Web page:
Make sure to reassure your kids, if you can, about the safety and care of their birth family. It is normal to worry about your family when you are not with them during the holidays. Help the kids in your home make small gifts and send cards to their birth families or old neighbors and friends.

Making Family Gatherings Easier
Talk about upcoming events and the people who will be there, in particular prepare them for the characters in your family and also tell them about other children who might be there. Describe the home or place where the event will be held, what some of the rules in that setting are important. Let them know if your celebrations are quiet, loud, silly, big or small.

At a minimum, remove the stress of the unknown. Make sure you and your extended family are on the same page about gifts. There is nothing like signing your Christmas cards and including their names so they know they are part of your family. If they see a stocking hanging just for them, and presents under the tree for them it will help them feel they are part of the family.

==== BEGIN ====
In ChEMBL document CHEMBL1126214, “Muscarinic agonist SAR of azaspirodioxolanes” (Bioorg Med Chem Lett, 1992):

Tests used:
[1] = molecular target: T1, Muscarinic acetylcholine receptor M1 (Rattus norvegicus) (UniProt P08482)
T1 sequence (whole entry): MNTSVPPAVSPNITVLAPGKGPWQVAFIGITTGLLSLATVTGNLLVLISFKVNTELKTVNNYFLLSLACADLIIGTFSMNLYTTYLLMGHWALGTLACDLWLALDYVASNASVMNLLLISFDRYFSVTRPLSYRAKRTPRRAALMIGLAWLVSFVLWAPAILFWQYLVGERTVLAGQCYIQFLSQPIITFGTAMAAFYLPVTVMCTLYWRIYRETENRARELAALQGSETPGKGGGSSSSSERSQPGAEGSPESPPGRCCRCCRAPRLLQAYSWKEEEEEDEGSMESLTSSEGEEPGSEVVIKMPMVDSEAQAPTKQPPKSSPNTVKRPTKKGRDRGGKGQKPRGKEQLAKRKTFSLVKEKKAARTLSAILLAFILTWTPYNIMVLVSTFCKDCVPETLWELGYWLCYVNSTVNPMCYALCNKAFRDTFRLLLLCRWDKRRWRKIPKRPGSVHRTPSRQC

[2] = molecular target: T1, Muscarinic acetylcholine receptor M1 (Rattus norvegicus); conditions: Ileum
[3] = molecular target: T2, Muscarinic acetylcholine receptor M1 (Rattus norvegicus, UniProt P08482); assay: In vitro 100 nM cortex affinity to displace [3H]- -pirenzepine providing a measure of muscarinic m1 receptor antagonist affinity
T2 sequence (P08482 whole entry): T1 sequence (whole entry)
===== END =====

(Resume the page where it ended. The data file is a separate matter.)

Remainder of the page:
Be realistic about holidays
Holidays are stressful even in the best of times. Recognize that what your child is feeling is perfectly normal given the situation. Give your child freedom to talk about holidays on his or her terms. Let the child talk when ready. Avoid the temptation to push him or her into talking about feelings or the past, but do not try to avoid it either. Identify with the child. Tell the child about a time that you felt the same, so he or she understands that others struggle as well.